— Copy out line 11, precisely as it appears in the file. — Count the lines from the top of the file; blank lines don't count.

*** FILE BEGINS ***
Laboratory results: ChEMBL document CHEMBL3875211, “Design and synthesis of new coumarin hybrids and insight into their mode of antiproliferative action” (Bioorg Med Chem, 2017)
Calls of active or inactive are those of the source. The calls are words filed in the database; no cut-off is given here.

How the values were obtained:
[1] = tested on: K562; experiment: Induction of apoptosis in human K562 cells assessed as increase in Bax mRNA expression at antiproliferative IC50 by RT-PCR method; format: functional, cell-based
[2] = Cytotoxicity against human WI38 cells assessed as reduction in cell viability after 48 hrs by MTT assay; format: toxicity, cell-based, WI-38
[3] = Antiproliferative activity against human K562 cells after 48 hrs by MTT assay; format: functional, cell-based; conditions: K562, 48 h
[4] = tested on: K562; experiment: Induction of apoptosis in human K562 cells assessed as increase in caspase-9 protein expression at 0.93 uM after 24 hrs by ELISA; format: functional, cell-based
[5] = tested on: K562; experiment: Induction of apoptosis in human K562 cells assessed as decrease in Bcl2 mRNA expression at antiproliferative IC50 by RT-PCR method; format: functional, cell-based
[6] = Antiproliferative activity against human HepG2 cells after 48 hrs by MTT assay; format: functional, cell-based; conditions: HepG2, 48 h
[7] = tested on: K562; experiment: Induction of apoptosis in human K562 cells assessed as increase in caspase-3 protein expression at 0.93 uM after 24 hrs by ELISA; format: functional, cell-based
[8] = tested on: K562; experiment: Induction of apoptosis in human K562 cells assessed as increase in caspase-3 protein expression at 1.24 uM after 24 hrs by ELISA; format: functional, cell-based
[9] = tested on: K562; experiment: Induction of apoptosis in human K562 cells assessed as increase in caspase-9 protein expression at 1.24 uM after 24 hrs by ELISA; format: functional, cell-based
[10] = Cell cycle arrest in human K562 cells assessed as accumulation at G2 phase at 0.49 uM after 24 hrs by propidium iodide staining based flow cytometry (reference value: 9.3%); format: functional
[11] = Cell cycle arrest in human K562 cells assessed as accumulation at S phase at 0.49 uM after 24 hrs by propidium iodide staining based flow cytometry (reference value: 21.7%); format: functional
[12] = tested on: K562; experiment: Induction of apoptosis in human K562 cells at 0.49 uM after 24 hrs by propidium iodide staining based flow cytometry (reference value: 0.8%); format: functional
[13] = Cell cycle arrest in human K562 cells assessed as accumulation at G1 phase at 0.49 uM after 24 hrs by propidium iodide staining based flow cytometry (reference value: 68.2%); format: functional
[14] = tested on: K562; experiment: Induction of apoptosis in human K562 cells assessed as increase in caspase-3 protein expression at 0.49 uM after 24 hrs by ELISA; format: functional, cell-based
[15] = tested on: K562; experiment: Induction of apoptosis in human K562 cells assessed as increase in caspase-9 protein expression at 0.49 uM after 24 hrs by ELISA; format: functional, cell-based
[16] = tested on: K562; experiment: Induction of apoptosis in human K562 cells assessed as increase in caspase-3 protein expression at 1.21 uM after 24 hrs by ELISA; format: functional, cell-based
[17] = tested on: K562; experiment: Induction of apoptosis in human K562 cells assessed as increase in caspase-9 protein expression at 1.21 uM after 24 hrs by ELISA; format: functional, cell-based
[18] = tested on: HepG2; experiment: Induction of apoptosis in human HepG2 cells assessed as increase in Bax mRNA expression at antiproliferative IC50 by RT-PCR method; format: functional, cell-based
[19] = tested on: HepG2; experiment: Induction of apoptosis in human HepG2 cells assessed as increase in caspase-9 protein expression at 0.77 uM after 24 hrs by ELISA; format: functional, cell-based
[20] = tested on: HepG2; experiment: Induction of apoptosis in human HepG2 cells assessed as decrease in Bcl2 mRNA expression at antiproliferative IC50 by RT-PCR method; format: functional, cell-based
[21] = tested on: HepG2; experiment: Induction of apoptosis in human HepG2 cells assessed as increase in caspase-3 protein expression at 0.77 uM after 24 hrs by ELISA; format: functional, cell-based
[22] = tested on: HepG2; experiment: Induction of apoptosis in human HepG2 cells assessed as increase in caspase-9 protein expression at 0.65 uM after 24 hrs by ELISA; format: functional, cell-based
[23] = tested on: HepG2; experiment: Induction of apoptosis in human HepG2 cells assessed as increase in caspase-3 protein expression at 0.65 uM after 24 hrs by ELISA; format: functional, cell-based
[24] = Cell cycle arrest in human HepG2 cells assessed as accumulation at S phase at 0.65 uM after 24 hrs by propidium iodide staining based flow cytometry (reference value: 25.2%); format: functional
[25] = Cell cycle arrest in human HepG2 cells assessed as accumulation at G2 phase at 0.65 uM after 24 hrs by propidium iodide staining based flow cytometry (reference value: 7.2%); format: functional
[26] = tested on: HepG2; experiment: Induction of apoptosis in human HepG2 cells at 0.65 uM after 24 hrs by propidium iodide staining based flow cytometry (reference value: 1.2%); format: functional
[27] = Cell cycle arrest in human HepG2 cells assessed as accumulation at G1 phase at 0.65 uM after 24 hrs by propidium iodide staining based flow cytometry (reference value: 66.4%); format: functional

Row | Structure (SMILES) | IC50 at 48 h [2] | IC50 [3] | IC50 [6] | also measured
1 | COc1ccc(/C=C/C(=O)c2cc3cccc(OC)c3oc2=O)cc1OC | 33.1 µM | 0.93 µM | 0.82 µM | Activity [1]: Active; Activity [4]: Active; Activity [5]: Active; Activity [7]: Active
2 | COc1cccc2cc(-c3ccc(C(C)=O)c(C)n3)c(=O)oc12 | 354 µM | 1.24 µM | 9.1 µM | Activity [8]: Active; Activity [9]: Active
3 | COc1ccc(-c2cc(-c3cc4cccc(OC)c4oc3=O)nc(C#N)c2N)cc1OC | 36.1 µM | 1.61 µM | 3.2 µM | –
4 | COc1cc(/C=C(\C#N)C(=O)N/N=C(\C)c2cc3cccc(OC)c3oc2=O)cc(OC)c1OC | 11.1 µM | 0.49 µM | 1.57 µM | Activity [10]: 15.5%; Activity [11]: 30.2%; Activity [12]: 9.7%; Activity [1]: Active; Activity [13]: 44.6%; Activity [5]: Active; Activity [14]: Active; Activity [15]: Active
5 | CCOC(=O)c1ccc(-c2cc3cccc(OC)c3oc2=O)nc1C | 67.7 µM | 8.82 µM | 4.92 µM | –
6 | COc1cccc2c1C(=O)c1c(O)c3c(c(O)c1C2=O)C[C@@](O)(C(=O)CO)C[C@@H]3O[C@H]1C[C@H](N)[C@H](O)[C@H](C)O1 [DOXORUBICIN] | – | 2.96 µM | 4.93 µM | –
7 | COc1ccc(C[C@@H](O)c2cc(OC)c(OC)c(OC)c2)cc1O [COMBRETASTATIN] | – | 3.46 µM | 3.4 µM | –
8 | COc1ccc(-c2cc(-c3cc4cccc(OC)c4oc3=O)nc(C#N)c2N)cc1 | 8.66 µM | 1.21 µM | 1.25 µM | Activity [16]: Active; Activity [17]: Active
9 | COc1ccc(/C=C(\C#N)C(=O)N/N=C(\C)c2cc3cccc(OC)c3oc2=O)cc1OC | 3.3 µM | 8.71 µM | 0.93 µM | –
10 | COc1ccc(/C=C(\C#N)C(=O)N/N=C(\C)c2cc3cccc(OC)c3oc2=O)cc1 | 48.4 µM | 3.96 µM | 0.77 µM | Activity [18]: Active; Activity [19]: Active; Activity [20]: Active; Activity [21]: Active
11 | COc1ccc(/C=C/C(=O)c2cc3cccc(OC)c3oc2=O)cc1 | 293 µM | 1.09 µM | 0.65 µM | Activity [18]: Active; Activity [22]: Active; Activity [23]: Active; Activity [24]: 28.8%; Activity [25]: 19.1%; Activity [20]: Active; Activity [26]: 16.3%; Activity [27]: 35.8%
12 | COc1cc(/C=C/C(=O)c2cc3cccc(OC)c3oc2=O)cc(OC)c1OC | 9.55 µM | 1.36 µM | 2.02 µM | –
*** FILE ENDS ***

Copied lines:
[8] = tested on: K562; experiment: Induction of apoptosis in human K562 cells assessed as increase in caspase-3 protein expression at 1.24 uM after 24 hrs by ELISA; format: functional, cell-based